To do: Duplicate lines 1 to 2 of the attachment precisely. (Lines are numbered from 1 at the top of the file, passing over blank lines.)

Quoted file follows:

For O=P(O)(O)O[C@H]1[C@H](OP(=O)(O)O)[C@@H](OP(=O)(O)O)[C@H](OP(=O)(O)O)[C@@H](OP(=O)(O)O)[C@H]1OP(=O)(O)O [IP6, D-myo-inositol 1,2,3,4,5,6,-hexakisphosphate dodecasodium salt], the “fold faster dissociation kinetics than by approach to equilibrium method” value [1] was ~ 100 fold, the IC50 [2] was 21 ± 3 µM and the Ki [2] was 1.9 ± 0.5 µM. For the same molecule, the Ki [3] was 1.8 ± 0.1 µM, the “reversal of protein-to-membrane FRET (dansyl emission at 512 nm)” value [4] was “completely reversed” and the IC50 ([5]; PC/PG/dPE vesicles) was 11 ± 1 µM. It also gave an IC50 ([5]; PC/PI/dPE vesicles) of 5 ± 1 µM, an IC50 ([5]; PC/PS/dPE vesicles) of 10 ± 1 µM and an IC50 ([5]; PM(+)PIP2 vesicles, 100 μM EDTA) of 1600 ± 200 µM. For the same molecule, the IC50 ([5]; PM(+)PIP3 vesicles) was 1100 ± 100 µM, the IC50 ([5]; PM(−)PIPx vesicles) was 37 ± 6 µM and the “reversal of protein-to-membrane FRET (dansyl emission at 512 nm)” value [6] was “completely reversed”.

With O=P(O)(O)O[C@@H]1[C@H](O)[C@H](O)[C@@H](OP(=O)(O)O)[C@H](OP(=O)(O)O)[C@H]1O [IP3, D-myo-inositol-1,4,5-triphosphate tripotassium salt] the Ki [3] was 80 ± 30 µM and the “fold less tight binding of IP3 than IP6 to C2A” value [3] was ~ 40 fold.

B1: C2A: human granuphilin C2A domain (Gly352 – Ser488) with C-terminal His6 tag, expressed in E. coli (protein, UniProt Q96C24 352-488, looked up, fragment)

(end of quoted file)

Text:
For O=P(O)(O)O[C@H]1[C@H](OP(=O)(O)O)[C@@H](OP(=O)(O)O)[C@H](OP(=O)(O)O)[C@@H](OP(=O)(O)O)[C@H]1OP(=O)(O)O [IP6, D-myo-inositol 1,2,3,4,5,6,-hexakisphosphate dodecasodium salt], the “fold faster dissociation kinetics than by approach to equilibrium method” value [1] was ~ 100 fold, the IC50 [2] was 21 ± 3 µM and the Ki [2] was 1.9 ± 0.5 µM. For the same molecule, the Ki [3] was 1.8 ± 0.1 µM, the “reversal of protein-to-membrane FRET (dansyl emission at 512 nm)” value [4] was “completely reversed” and the IC50 ([5]; PC/PG/dPE vesicles) was 11 ± 1 µM. It also gave an IC50 ([5]; PC/PI/dPE vesicles) of 5 ± 1 µM, an IC50 ([5]; PC/PS/dPE vesicles) of 10 ± 1 µM and an IC50 ([5]; PM(+)PIP2 vesicles, 100 μM EDTA) of 1600 ± 200 µM. For the same molecule, the IC50 ([5]; PM(+)PIP3 vesicles) was 1100 ± 100 µM, the IC50 ([5]; PM(−)PIPx vesicles) was 37 ± 6 µM and the “reversal of protein-to-membrane FRET (dansyl emission at 512 nm)” value [6] was “completely reversed”.

With O=P(O)(O)O[C@@H]1[C@H](O)[C@H](O)[C@@H](OP(=O)(O)O)[C@H](OP(=O)(O)O)[C@H]1O [IP3, D-myo-inositol-1,4,5-triphosphate tripotassium salt] the Ki [3] was 80 ± 30 µM and the “fold less tight binding of IP3 than IP6 to C2A” value [3] was ~ 40 fold.